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The Times BFI London Film Festival Preview

Posted on Wednesday September 10, 2008, 18:54 by Damon Wise in Under The Radar
The Times BFI London Film Festival Preview

The LFF unveiled its line-up today, and as I suspected it was very solid. Pretty much all the buzz titles from Cannes were in there, with a few late-year heavyweights like Oliver Stone's W, Danny Boyle's Slumdog Millionaire and even the new Bond, Quantum Of Solace, which has its public premiere the same night that Craig and co gather across the other side of Leicester Square. As I'd sort of intuited, too, The Brothers Bloom will be on the square as well, enjoying a gala screening courtesy of American Airlines. As I'm writing, Bloom just had its North American premiere in Toronto. Director Rian Johnson tells me, with some relief, that it went “OK”*, and I think the Odeon West End is the perfect place to see his conman love story. As you may have seen from the trade papers, notably Variety and Screen, Bloom isn't proving to be to all tastes. But the trades aren't exactly to all tastes either, and the fansites that took to Johnson's previous film Brick are digging it.

(* This, of course, is comic understatement. In Johnsonspeak, I found out properly the day after, this actually means, "Goddamn fantastic, great reactions and lots of love from the crowd." Which is what I thought! If you don't believe me, have a look HERE.)

While I'm plugging films by directors I like, I was pleased to see that Bronson by Nicolas Winding Refn is also in the mix. I must admit that I wasn't too sure about this project when Nicolas first mentioned it, but the more I hear of it, the more I'm intrigued by it. Tom Hardy, RockNRolla's Handsome Bob, transformed incredibly to play the psycho convict who has spent an amazing 34 years in prison, 28 of them in solitary. At first I thought this was going to be a British gangster movie but I now see the appeal. If you haven't seen any of Refn's terrific previous films – notably the Pusher trilogy – this might be a good place to start. But if the violence here reaches anything like the quotient employed in Pusher 3: I'm The Angel Of Death, the squeamish may prefer to stay away.

There were a few disappointments – no sightings of The Hurt Locker, The Road, Reservation Revolutionary Road, Milk, Changeling (just thought of this!) or, aaaaaaargh, The Wrestler – but this is a pretty good selection nonetheless. But rather than rattle on any more, though, I've picked out 20 as a guide...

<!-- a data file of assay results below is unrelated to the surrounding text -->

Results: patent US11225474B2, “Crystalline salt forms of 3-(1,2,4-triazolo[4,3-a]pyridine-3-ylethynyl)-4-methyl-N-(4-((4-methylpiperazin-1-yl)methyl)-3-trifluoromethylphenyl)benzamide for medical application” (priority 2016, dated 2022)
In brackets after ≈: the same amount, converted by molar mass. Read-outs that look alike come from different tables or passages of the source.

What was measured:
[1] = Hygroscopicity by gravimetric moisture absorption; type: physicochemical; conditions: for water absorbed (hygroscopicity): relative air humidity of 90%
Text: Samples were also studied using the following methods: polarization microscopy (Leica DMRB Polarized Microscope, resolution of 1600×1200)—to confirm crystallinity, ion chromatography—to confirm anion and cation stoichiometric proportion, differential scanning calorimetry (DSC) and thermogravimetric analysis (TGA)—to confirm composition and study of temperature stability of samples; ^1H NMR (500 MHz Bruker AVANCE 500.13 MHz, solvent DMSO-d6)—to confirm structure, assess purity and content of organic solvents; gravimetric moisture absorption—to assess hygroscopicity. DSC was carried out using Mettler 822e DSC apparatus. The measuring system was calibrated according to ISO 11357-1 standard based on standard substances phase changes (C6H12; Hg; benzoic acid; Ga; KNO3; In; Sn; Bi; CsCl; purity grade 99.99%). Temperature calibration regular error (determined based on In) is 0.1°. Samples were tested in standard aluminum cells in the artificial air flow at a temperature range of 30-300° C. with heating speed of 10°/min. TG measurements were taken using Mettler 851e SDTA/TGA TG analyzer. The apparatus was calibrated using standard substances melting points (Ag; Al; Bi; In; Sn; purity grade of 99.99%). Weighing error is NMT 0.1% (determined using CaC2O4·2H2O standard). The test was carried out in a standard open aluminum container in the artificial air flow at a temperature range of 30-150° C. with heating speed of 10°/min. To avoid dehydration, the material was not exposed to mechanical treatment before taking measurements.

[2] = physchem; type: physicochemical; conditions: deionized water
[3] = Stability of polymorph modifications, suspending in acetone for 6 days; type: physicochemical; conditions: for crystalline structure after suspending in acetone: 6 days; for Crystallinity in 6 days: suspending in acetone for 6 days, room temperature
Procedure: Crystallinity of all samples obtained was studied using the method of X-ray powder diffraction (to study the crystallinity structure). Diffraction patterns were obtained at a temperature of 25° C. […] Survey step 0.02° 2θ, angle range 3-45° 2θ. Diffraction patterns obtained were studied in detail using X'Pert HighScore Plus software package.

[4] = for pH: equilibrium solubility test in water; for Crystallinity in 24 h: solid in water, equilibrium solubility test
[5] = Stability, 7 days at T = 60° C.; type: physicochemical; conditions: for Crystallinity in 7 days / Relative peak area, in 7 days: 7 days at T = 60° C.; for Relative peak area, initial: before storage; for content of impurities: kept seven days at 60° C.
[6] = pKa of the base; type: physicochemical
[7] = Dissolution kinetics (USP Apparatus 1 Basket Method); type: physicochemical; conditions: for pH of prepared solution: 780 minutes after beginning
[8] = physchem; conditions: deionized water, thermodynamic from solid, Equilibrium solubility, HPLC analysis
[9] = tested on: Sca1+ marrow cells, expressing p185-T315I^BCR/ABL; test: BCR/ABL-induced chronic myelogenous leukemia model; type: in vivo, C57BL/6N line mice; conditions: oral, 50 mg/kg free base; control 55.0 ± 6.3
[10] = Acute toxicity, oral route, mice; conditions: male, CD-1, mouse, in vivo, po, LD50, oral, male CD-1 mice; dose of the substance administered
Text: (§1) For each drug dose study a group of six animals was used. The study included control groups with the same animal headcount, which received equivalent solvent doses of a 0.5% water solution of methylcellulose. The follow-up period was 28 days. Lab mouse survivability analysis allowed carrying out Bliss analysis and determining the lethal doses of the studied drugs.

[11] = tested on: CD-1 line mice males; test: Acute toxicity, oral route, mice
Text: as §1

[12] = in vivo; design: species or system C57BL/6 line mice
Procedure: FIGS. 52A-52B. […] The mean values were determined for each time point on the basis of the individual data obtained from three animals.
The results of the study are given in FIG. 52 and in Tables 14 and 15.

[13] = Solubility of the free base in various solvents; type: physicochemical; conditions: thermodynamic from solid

The Brothers Bloom
Mon 27 Oct 8.30pm
Tues 28 Oct 4pm
It's finally here, and I'll be lining up again for this baroque adventure romance, with Adrien Brody and Mark Ruffalo as two artisan conmen taking a mad millionairess (Rachel Weisz) for a ride.

Waltz With Bashir
Fri 24 Oct 8.30pm
Mon 27 Oct 6.30pm
A great but disturbing animated documentary, of all things, in which filmmaker Ari Folman investigates his inability to recall anything about his role as a soldier during the 1982 Lebanon War.

Sun 19 Oct 9pm
Mon 20 Oct 4pm
It's a tough one, this, but thoughtful and gripping, detailing the plight of Bobby Sands and other IRA prisoners in the hands of Margaret Thatcher's government during the 1981 hunger strike.

The Class
Sat 18 Oct 8.30pm
Mon 20 Oct 1.30pm
Take your reading glasses for this one; the subtitles are endless in this lively, low-key but surprisingly engrossing study of a French school teacher who underestimates his charges.

Vicky Cristina Barcelona
Tue 21 Oct 8.30pm
Sat 25 Oct 1.15pm
Yes, Cassandra's Dream was a stinker, but this is terrific, a warm, not especially funny but very human and entertaining romantic comedy, in which Javier Bardem and Penelope Cruz excel.

Anvil! The Story Of Anvil
Tue 21 Oct 9pm
Thurs 23 Oct 3.30pm
As post-DiG! rock docs go, this is just great; no great sparks or meltdowns, just a lovely Spinal Tap-style portrait of a failed Canadian poodle-rock outfit determined to keep rocking at all costs.

Synecdoche, New York
Tue 28 Oct 9pm
Wed 29 Oct 3.15pm
I want to see this again to see if my theory holds true about what happens to the depressed playwright (Philip Seymour Hoffman) in Charlie Kaufman's twisted but oddly moving mindwarp.

Sat 18 Oct 11pm
Tues 21 Oct 1pm
Michel Gondry, Leos Carax and Bong Joon-ho contribute to a three-part portmanteau about life in the Japanese capital; Carax's sewer man is my favourite, but Gondry's is sweet too.

Il Divo
Tue 21 Oct 6pm
Thurs 23 Oct 4pm
Certainly one of my favourite films of this year, this Italian political thriller is fantastic, playing like Nixon meets Reservoir Dogs as it deals with the career of seven-time PM Giulio Andreaotti.

Fri 17 Oct 6.30pm
Tues 21 Oct 3.30pm
If you think you know heavyweight boxing champion Iron Mike, think again: James Toback's excellent doc proves he's more than just a blunt instrument with a lisp, pulling the curtain back on a very tortured psyche.


Slumdog Millionaire
Thurs 30 Oct 7pm
Danny Boyle's Millions was a great little Britflick, and I prefer him when he's not working in genre, so I'm very much up for this story of a slum kid who enters India's Who Wants to Be A Millionaire.